From the day Donald Trump assumed the presidency, it’s been clear that he planned to burn it down. Not the office itself, but the system on which it is built: the credibility of the electoral system by which that formidable power is attained. The norms, customs, and processes that constrain it. And, perhaps most importantly, the idea that the people who bestow that power are entitled to know how it is being used.

The impeachment fight goes to the heart of this last point—the same point that’s also the core of what we are about as journalists, and what you are about as people engaged with our democracy. So we wanted to take a step back and look at the big picture of what this growing constitutional crisis means, and how we at Mother Jones should think about our work in this context.

Politicians who lie, obfuscate, or dodge the rules for strategic reasons are nothing new for us, or for you. (Our Washington bureau chief, David Corn, literally wrote the book—okay, a book—on this.) But Trump is a different story. Not only does he crash through the guardrails of law and common sense, he may no longer understand what they are. As David pointed out recently, the most telling part of the infamous call with the Ukrainian president came when Trump demanded that Volodymyr Zelensky look into an utterly bizarre conspiracy theory that holds that Russia did not hack the DNC’s servers. David wrote:

The problem, in other words, is not just a president who will say and do anything that seems advantageous to him regardless of truth, decency, or the constitutional order. It’s a president who may no longer understand that these things exist. 

And this is a problem that the systems we’ve relied on to constrain the powerful are not designed for. 

The last couple of weeks have shown that accountability is far from assured for a president who considers himself unbound by the rules. Consider that the story of that phone call almost didn’t come out: The intelligence officer we know as the first whistleblower notified the top lawyer at the CIA, who called the White House, which (having already stashed the call records in a superclassified system) did nothing. Then, when the whistleblower filed a formal complaint, the CIA notified William Barr’s Justice Department, which…did nothing. The House Intelligence Committee was only informed that a whistleblower complaint existed, but was not told of its content. Can you imagine what would have happened 10 months ago, when the committee was led by Republican Devin Nunes?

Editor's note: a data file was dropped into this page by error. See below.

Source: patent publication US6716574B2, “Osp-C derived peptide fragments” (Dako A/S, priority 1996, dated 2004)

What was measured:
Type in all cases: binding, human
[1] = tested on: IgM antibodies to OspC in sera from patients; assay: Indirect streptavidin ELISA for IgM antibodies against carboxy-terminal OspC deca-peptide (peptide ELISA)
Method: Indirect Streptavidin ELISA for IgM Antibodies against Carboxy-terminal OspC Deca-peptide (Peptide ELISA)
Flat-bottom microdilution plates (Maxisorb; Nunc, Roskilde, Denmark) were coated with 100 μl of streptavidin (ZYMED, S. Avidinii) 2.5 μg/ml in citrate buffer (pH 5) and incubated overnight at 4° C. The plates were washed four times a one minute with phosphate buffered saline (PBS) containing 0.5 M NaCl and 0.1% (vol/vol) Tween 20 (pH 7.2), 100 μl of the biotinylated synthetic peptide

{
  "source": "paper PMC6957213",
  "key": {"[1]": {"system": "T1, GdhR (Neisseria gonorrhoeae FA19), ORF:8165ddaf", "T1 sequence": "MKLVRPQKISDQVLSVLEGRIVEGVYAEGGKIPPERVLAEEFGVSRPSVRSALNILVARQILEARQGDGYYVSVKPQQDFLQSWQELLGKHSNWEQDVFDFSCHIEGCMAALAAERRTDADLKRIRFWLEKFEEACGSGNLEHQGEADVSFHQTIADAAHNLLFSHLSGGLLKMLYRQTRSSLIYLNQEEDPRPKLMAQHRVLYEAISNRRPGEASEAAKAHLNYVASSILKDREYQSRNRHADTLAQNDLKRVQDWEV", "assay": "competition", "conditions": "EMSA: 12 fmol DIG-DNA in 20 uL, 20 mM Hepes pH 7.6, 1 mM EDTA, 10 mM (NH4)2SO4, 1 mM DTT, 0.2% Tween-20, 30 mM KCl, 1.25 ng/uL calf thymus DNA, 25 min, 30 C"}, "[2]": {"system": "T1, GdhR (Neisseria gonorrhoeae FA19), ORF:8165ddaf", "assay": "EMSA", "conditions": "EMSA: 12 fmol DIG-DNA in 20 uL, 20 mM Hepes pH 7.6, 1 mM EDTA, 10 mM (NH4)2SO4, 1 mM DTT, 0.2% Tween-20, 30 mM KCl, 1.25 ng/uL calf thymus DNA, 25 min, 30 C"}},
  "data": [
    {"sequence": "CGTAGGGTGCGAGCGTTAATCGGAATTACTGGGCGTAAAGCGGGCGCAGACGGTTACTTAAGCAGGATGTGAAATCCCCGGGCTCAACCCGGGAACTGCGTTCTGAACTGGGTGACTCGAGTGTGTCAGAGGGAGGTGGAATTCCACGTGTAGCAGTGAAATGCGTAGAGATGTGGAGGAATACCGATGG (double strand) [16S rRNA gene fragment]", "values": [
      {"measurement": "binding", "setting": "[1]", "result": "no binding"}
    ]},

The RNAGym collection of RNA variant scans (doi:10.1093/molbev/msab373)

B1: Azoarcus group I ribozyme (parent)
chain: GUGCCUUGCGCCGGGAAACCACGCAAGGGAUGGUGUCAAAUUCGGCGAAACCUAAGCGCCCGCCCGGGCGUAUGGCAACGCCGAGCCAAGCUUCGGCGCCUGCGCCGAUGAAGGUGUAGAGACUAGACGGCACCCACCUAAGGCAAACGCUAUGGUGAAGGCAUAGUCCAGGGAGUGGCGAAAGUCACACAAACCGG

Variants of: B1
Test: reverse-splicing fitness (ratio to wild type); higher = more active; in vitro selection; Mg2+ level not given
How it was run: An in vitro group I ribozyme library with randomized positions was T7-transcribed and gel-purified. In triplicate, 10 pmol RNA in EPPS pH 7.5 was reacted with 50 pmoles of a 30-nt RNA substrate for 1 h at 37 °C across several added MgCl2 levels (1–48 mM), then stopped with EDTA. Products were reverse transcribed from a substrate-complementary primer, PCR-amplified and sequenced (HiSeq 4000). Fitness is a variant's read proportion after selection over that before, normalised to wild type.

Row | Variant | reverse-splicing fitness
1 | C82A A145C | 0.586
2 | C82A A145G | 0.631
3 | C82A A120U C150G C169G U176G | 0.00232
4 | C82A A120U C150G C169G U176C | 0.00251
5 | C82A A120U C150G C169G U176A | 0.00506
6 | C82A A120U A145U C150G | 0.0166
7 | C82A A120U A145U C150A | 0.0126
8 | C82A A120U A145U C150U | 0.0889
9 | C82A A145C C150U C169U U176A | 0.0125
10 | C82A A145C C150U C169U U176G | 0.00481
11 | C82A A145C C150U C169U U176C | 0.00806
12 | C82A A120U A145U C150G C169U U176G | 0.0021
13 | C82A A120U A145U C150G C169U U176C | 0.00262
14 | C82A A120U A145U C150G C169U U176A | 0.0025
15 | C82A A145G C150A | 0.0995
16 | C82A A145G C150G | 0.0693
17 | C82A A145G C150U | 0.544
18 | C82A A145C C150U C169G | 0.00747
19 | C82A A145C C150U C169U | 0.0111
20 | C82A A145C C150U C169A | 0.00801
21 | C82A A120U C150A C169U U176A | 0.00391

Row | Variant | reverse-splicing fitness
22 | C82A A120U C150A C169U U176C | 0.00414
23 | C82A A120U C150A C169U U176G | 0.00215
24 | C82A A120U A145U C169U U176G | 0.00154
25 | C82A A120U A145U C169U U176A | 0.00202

The whistleblower system is designed to alert the top brass to abuses inside the bureaucracy. But what happens when the top brass are themselves the wrongdoers?

Trump is demonstrating the answer right now. The White House’s letter refusing to cooperate with the investigation does not evade, spin, or play for time. It spits and shouts and declares the probe itself an outrage. This is the Brett Kavanaugh playbook amplified 1,000 percent: It’s not about trying to put the best face on the facts. The search for facts itself is being delegitimized and turned into a culture war battleground. And the proper response, according to Trump and his echo chamber, is not disagreement or debate, but war.

That declaration of war dramatically ramps up the stakes for the other institutions of accountability. We already know where Trump’s partisans in the House and Senate stand: Most have followed him around the bend. Democrats are turning to the courts, but that system, too, may not be ideally designed to examine misconduct at the very top: Many of the judges who will decide these matters have been appointed by the man being investigated. As Mother Jones’ Pema Levy reported the other day, Trump, in defying Congress’ requests for information, can either run out the clock with legal maneuvers or push all the way to the Supreme Court, whose conservative majority he cemented by choosing two judges who share an expansive view of executive power.